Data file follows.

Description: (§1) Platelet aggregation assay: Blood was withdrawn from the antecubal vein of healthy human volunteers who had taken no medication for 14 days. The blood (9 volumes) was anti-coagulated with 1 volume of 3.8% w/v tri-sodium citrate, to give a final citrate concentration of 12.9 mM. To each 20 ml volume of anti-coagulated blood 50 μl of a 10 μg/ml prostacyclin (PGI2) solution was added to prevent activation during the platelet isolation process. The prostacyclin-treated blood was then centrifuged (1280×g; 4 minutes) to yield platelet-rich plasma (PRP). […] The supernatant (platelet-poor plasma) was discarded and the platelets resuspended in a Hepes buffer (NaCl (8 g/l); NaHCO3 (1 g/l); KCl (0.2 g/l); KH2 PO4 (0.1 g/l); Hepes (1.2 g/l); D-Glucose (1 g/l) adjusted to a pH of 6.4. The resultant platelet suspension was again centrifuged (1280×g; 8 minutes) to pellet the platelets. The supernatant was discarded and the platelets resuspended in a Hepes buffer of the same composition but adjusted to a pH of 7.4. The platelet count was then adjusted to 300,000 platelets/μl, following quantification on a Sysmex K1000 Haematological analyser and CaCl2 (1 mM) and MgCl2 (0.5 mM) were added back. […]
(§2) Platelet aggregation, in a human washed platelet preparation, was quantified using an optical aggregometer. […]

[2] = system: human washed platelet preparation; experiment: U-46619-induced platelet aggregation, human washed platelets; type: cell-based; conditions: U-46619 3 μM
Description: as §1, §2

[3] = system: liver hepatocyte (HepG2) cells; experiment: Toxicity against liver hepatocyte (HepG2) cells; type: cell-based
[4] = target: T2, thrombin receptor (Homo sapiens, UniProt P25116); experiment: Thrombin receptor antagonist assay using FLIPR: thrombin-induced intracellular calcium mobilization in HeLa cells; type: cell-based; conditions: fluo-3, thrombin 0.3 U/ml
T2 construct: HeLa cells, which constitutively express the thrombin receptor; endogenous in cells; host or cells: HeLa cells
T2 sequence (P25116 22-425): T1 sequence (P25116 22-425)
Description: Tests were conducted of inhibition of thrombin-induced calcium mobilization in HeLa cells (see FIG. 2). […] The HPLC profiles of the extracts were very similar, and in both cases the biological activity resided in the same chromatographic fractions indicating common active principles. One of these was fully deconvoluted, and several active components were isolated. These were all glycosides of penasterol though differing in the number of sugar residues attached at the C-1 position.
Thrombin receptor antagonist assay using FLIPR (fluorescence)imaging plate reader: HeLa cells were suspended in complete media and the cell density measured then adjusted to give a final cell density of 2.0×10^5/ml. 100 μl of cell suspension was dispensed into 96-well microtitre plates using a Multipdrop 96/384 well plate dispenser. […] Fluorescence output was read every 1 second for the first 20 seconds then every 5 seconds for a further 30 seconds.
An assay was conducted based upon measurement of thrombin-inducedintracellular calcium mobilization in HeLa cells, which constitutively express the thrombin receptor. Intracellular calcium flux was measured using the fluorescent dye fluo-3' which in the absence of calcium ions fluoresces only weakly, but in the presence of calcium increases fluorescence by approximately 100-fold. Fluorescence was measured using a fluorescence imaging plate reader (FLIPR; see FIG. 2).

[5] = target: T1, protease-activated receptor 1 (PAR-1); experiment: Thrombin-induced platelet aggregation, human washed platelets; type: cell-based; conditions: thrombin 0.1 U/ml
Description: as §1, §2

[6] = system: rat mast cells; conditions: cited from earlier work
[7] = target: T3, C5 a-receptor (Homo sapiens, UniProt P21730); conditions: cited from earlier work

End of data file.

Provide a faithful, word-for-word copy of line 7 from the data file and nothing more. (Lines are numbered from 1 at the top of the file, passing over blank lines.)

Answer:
T2 construct: HeLa cells, which constitutively express the thrombin receptor; endogenous in cells; host or cells: HeLa cells